West Bank Neighbors: Chronicles of Death

March 11, 2011

On Friday night, two men—presumably Palestinians—entered the West Bank Jewish settlement of Itamar. The settlement of 1,000 was established in 1984, deep in occupied land (28 km from the Green Line). It is named after the son of the biblical Aharon, Itamar, whose grave—according to a 13th-century legend—is located in the adjacent Palestinian village of Awarta (population 6,000), 8 km southwest of Nablus.

The men entered the home of the Fogel family. Using knives, they murdered in their sleep Udi (37), his wife, Hadas (36), and three of their children: Yoav (10), Elad (4), and Hadas (3 months old).

The slaughter, especially appalling because of the children massacred, was condemned by the Palestinian Authority and many common Palestinians. The usual suspects—Hamas, Islamic Jihad, Fatah, Al-Aqsa Brigades—have all denied involvement, giving rise to all kinds of rumors on the Palestinian side.

The Israeli government immediately exploited the atrocity to announce the construction of 500 new houses for settlers. The barbarian slaughter could have been an excellent propaganda asset—especially now that terror attacks are so seldom and Israel is in desperate need of pretexts for entrenching its colonialist project—were it not for the catastrophes in Japan that started the very same day. In its frustration, Netanyahu’s government even tried to feed the international media with snuff-style pictures of the murder, photos so horrible that the Israeli media refused to show them (though they did become a  hot commodity among smart phone users). The international news agencies said the pictures were tampered with (the faces were blurred), and rejected them.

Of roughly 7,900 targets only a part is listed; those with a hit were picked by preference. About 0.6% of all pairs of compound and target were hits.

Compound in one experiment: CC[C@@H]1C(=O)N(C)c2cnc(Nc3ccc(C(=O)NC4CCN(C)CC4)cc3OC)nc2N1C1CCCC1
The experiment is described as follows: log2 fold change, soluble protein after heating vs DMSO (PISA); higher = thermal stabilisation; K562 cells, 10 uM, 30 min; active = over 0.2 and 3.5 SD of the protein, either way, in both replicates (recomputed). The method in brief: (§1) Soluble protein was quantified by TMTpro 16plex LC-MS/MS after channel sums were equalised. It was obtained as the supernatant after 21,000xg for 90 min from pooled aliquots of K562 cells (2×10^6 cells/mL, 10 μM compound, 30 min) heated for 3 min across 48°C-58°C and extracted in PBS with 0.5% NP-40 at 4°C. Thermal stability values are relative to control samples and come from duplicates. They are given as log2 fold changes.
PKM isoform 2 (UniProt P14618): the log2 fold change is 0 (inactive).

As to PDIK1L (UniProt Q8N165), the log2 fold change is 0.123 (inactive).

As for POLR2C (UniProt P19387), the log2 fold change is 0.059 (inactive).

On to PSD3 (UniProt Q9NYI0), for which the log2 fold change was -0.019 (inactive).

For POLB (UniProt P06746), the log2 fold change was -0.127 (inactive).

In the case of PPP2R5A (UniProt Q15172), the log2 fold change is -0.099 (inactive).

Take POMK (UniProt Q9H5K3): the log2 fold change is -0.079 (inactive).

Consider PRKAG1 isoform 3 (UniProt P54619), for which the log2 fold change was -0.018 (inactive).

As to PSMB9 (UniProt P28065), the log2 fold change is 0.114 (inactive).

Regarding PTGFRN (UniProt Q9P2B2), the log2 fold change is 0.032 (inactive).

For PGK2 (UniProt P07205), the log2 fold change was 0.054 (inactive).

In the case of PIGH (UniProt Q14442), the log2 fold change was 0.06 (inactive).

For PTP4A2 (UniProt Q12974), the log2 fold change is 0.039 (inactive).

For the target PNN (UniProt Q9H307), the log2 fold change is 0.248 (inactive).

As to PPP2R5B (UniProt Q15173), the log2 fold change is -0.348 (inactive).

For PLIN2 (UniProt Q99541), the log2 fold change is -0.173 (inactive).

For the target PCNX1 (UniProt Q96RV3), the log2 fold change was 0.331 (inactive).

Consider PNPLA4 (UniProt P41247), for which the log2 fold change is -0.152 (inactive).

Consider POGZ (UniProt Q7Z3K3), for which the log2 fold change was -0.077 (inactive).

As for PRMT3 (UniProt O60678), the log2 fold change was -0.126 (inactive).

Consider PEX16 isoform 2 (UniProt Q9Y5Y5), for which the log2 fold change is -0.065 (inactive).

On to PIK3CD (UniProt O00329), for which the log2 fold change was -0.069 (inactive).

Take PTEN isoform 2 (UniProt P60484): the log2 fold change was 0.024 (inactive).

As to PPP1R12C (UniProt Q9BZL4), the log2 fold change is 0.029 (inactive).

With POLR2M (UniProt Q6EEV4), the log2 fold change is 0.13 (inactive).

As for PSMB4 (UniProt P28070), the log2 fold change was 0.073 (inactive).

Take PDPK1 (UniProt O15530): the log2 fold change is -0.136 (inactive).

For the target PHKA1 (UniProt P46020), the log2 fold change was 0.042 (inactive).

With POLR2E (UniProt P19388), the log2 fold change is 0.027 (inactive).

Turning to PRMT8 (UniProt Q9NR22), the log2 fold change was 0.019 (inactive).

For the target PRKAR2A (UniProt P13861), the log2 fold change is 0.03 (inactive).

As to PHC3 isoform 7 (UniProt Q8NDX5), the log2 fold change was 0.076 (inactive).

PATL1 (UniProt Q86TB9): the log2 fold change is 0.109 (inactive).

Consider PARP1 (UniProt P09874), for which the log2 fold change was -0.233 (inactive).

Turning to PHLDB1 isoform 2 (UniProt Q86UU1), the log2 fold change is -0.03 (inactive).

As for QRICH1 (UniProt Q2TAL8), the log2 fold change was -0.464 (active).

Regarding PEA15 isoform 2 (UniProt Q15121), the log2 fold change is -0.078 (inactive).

Following the slaughter, dozens of settlers from Itamar went out to Awarta to seek revenge. A far-right Hebrew website reported that some of the soldiers sent to protect the Palestinians from revenge-seeking settlers actually instructed the settlers on how to bypass the army presence on their way into Awarta. One soldier gave the settlers a iron baton, wishing them good luck. 

March 20, 2010

At Sunday noon, two Palestinian men from the West Bank village of Awarta were shot dead by Israeli soldiers. Framed as “a thwarted terrorist attack,” the story was reported by all major Hebrew news channels following army briefings. These claimed the two men either “suddenly approached a temporary army checkpoint” or “were detained by soldiers for a routine check”; that they were carrying a pitchfork (or pitchforks) and a bottle (or a broken bottle); that they declined to show identity cards and “acted suspiciously”; that one of them assaulted the soldiers and was consequently shot twice and killed; and that after that, the other man assaulted the soldiers and was also shot and killed. The soldiers “felt they were in danger” and “reacted properly to the threat” from the Palestinians, who had “both the intention and the means” to harm the soldiers, an army source said.